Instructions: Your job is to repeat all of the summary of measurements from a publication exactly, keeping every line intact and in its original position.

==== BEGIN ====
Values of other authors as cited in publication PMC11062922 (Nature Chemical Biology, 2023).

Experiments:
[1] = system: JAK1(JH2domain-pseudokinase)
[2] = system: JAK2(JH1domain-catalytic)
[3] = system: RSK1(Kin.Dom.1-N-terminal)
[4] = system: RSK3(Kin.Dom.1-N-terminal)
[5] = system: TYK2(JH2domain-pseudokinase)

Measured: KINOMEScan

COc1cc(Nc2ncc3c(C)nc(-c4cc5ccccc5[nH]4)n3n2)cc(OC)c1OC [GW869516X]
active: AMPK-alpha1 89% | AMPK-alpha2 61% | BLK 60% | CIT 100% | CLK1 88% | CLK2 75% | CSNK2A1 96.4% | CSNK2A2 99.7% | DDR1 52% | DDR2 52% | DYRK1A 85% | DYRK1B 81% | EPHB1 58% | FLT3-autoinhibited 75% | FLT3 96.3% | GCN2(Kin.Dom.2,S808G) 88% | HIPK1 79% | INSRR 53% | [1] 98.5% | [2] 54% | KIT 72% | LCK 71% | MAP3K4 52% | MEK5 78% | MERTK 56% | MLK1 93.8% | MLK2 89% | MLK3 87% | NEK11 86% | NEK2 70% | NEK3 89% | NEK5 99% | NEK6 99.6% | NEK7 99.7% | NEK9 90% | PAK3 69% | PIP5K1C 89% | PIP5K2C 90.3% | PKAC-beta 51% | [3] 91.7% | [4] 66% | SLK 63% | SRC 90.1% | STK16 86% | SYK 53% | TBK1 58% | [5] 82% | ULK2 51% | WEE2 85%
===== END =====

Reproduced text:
Values of other authors as cited in publication PMC11062922 (Nature Chemical Biology, 2023).

Experiments:
[1] = system: JAK1(JH2domain-pseudokinase)
[2] = system: JAK2(JH1domain-catalytic)
[3] = system: RSK1(Kin.Dom.1-N-terminal)
[4] = system: RSK3(Kin.Dom.1-N-terminal)
[5] = system: TYK2(JH2domain-pseudokinase)

Measured: KINOMEScan

COc1cc(Nc2ncc3c(C)nc(-c4cc5ccccc5[nH]4)n3n2)cc(OC)c1OC [GW869516X]
active: AMPK-alpha1 89% | AMPK-alpha2 61% | BLK 60% | CIT 100% | CLK1 88% | CLK2 75% | CSNK2A1 96.4% | CSNK2A2 99.7% | DDR1 52% | DDR2 52% | DYRK1A 85% | DYRK1B 81% | EPHB1 58% | FLT3-autoinhibited 75% | FLT3 96.3% | GCN2(Kin.Dom.2,S808G) 88% | HIPK1 79% | INSRR 53% | [1] 98.5% | [2] 54% | KIT 72% | LCK 71% | MAP3K4 52% | MEK5 78% | MERTK 56% | MLK1 93.8% | MLK2 89% | MLK3 87% | NEK11 86% | NEK2 70% | NEK3 89% | NEK5 99% | NEK6 99.6% | NEK7 99.7% | NEK9 90% | PAK3 69% | PIP5K1C 89% | PIP5K2C 90.3% | PKAC-beta 51% | [3] 91.7% | [4] 66% | SLK 63% | SRC 90.1% | STK16 86% | SYK 53% | TBK1 58% | [5] 82% | ULK2 51% | WEE2 85%